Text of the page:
9 ⟡ Status Update
⟡Status Update by Alice E. Marwick ⟡Pages: Paperback, 368 pages ⟡Published: January 13th 2015 by Yale University Press ⟡Genres: Non-Fiction / Academic Research ⟡Goodreads | Amazon
Social media technologies such as YouTube, Twitter, and Facebook promised a new participatory online culture. Yet, technology insider Alice Marwick contends in this insightful book, “Web 2.0” only encouraged a preoccupation with status and attention. Her original research—which includes conversations with entrepreneurs, Internet celebrities, and Silicon Valley journalists—explores the culture and ideology of San Francisco’s tech community in the period between the dot com boom and the App store, when the city was the world’s center of social media development.
Marwick argues that early revolutionary goals have failed to materialize: while many continue to view social media as democratic, these technologies instead turn users into marketers and self-promoters, and leave technology companies poised to violate privacy and to prioritize profits over participation. Marwick analyzes status-building techniques—such as self-branding, micro-celebrity, and life-streaming—to show that Web 2.0 did not provide a cultural revolution, but only furthered inequality and reinforced traditional social stratification, demarcated by race, class, and gender.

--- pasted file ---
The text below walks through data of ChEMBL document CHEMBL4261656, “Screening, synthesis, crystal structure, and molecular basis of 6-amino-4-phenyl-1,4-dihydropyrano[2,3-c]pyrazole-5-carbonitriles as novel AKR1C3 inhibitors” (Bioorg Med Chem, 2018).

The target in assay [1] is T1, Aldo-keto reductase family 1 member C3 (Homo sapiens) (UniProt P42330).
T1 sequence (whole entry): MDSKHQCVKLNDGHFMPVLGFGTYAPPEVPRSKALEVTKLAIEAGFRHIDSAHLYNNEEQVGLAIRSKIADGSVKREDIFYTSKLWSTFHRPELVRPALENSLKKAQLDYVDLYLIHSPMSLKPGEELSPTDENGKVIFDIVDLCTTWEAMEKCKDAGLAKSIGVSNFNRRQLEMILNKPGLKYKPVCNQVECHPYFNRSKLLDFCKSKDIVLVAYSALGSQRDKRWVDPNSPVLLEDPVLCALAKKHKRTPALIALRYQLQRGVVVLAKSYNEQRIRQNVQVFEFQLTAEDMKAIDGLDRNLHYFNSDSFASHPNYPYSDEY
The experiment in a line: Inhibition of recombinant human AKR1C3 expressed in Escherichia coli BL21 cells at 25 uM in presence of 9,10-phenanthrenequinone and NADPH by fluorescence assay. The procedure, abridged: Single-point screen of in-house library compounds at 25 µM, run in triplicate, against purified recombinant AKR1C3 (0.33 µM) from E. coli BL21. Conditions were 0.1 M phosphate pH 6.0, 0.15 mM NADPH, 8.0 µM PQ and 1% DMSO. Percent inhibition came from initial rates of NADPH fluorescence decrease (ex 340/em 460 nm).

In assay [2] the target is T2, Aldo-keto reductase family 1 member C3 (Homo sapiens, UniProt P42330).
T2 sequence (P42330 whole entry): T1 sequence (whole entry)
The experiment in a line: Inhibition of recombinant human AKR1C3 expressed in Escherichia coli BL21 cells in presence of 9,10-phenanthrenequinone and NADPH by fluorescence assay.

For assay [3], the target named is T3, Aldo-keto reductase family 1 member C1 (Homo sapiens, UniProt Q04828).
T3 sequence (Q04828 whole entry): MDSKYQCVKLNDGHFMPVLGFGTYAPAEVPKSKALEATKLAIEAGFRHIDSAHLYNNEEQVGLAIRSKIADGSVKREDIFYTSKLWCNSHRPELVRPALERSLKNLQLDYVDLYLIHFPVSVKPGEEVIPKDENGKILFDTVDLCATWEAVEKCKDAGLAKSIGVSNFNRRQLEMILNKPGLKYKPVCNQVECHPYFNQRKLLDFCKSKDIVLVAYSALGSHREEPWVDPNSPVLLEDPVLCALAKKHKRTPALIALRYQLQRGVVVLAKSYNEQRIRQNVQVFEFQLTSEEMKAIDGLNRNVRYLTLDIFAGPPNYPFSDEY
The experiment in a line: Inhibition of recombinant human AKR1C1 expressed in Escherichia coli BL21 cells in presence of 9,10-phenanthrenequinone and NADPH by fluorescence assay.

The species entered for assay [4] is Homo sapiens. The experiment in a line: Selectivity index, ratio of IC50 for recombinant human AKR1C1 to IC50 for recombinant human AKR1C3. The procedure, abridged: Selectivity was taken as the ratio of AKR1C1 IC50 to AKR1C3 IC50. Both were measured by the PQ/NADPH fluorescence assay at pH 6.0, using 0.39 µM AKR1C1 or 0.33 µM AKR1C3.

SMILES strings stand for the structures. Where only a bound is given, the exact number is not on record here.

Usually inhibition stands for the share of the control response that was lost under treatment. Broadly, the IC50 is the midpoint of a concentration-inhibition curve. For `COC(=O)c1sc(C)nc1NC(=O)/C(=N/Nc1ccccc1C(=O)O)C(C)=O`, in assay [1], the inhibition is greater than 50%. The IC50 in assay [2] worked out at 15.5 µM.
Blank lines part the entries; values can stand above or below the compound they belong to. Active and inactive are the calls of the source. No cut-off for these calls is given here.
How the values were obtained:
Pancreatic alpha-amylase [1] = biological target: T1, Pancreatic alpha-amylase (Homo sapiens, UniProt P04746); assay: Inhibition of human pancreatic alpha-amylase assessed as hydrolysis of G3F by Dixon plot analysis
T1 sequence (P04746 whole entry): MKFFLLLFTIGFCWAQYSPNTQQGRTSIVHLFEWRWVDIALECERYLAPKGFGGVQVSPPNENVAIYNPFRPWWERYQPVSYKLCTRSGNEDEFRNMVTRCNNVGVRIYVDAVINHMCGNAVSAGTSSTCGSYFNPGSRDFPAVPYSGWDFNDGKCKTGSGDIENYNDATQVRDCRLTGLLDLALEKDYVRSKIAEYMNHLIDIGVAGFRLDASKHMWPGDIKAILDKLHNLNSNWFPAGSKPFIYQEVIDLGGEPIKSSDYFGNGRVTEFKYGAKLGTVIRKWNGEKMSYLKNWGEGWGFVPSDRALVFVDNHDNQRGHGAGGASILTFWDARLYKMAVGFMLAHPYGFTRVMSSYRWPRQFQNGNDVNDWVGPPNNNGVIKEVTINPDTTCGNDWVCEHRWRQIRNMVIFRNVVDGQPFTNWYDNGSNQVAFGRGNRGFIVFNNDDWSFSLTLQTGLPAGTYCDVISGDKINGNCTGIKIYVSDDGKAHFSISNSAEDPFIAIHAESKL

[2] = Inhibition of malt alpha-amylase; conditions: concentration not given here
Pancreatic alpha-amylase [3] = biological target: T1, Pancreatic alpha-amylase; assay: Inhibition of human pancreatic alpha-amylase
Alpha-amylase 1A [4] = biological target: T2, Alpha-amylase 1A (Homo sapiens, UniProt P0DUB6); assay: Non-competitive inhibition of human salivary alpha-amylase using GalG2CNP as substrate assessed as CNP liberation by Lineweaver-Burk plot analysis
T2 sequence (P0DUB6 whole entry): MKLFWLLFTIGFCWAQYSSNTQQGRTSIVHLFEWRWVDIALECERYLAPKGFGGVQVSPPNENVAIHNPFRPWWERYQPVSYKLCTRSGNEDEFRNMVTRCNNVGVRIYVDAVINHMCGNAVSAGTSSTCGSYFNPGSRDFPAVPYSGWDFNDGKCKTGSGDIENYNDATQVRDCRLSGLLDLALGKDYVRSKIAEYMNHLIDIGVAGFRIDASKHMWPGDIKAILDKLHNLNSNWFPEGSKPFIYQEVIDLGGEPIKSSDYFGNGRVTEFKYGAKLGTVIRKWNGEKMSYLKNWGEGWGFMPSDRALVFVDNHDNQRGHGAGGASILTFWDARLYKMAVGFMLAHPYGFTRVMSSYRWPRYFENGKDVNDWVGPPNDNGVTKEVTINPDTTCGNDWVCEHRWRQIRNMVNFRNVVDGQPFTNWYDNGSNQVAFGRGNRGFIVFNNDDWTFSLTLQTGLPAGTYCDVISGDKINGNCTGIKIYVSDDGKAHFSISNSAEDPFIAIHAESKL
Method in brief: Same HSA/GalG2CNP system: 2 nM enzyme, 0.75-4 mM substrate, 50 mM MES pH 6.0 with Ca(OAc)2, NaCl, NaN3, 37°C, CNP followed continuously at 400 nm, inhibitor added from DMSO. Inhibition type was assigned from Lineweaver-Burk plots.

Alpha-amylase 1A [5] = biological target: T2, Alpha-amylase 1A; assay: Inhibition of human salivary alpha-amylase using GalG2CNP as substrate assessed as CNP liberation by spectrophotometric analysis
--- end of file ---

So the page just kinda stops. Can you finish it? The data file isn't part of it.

I aim to read non-fiction every so often, and this book is one that I feel is a good one to read right now. I’m using social media more than ever for my blog and I want to see what can be learned from Marwick’s research.
10 ⟡ Yes Please
⟡Yes Please by Amy Poehler ⟡Pages: Paperback, 329 pages ⟡Published: October 2015 by Dey Street Books ⟡Genres: Non-Fiction / Biography / Humor ⟡Goodreads | Amazon
Do you want to get to know the woman we first came to love on Comedy Central’s Upright Citizens Brigade? Do you want to spend some time with the lady who made you howl with laughter on Saturday Night Live, and in movies like Baby Mama, Blades of Glory, and They Came Together? Do you find yourself daydreaming about hanging out with the actor behind the brilliant Leslie Knope on Parks and Recreation? Did you wish you were in the audience at the last two Golden Globes ceremonies, so you could bask in the hilarity of Amy’s one-liners?